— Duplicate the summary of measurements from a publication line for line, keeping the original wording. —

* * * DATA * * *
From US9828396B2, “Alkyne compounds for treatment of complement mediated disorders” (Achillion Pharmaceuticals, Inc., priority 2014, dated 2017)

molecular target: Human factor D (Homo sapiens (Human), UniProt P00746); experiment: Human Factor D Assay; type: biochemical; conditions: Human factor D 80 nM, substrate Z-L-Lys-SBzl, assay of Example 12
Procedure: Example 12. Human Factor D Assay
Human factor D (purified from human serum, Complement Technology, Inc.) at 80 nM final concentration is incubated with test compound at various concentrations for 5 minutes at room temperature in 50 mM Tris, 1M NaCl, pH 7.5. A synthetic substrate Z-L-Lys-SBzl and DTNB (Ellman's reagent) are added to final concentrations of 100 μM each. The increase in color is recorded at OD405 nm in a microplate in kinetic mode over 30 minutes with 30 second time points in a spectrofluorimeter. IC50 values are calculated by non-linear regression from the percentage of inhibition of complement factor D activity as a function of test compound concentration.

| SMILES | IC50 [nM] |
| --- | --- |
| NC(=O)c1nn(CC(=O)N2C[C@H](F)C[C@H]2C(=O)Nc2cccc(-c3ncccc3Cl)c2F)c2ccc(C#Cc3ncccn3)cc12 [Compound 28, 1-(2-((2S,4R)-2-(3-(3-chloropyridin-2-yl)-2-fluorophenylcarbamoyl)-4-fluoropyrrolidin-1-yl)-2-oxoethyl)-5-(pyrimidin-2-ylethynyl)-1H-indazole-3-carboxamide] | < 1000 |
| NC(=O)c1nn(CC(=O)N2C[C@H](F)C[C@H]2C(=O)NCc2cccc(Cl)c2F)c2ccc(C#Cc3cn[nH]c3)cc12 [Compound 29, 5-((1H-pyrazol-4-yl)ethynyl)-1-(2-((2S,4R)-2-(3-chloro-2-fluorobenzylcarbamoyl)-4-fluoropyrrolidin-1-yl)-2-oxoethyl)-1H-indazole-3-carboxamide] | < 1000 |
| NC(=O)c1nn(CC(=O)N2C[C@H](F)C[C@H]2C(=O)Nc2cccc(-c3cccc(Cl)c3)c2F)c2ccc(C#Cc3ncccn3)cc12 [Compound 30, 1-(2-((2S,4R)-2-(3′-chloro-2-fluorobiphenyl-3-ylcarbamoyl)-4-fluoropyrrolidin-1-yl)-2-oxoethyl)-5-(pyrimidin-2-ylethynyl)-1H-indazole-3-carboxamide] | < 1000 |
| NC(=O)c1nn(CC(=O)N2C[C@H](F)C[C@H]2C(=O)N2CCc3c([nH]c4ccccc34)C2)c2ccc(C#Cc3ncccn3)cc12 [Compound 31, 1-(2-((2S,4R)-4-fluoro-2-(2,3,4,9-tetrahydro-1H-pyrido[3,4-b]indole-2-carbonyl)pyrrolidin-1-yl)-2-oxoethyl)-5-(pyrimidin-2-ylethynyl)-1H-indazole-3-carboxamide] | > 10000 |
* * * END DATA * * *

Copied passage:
From US9828396B2, “Alkyne compounds for treatment of complement mediated disorders” (Achillion Pharmaceuticals, Inc., priority 2014, dated 2017)

molecular target: Human factor D (Homo sapiens (Human), UniProt P00746); experiment: Human Factor D Assay; type: biochemical; conditions: Human factor D 80 nM, substrate Z-L-Lys-SBzl, assay of Example 12
Procedure: Example 12. Human Factor D Assay
Human factor D (purified from human serum, Complement Technology, Inc.) at 80 nM final concentration is incubated with test compound at various concentrations for 5 minutes at room temperature in 50 mM Tris, 1M NaCl, pH 7.5. A synthetic substrate Z-L-Lys-SBzl and DTNB (Ellman's reagent) are added to final concentrations of 100 μM each. The increase in color is recorded at OD405 nm in a microplate in kinetic mode over 30 minutes with 30 second time points in a spectrofluorimeter. IC50 values are calculated by non-linear regression from the percentage of inhibition of complement factor D activity as a function of test compound concentration.

| SMILES | IC50 [nM] |
| --- | --- |
| NC(=O)c1nn(CC(=O)N2C[C@H](F)C[C@H]2C(=O)Nc2cccc(-c3ncccc3Cl)c2F)c2ccc(C#Cc3ncccn3)cc12 [Compound 28, 1-(2-((2S,4R)-2-(3-(3-chloropyridin-2-yl)-2-fluorophenylcarbamoyl)-4-fluoropyrrolidin-1-yl)-2-oxoethyl)-5-(pyrimidin-2-ylethynyl)-1H-indazole-3-carboxamide] | < 1000 |
| NC(=O)c1nn(CC(=O)N2C[C@H](F)C[C@H]2C(=O)NCc2cccc(Cl)c2F)c2ccc(C#Cc3cn[nH]c3)cc12 [Compound 29, 5-((1H-pyrazol-4-yl)ethynyl)-1-(2-((2S,4R)-2-(3-chloro-2-fluorobenzylcarbamoyl)-4-fluoropyrrolidin-1-yl)-2-oxoethyl)-1H-indazole-3-carboxamide] | < 1000 |
| NC(=O)c1nn(CC(=O)N2C[C@H](F)C[C@H]2C(=O)Nc2cccc(-c3cccc(Cl)c3)c2F)c2ccc(C#Cc3ncccn3)cc12 [Compound 30, 1-(2-((2S,4R)-2-(3′-chloro-2-fluorobiphenyl-3-ylcarbamoyl)-4-fluoropyrrolidin-1-yl)-2-oxoethyl)-5-(pyrimidin-2-ylethynyl)-1H-indazole-3-carboxamide] | < 1000 |
| NC(=O)c1nn(CC(=O)N2C[C@H](F)C[C@H]2C(=O)N2CCc3c([nH]c4ccccc34)C2)c2ccc(C#Cc3ncccn3)cc12 [Compound 31, 1-(2-((2S,4R)-4-fluoro-2-(2,3,4,9-tetrahydro-1H-pyrido[3,4-b]indole-2-carbonyl)pyrrolidin-1-yl)-2-oxoethyl)-5-(pyrimidin-2-ylethynyl)-1H-indazole-3-carboxamide] | > 10000 |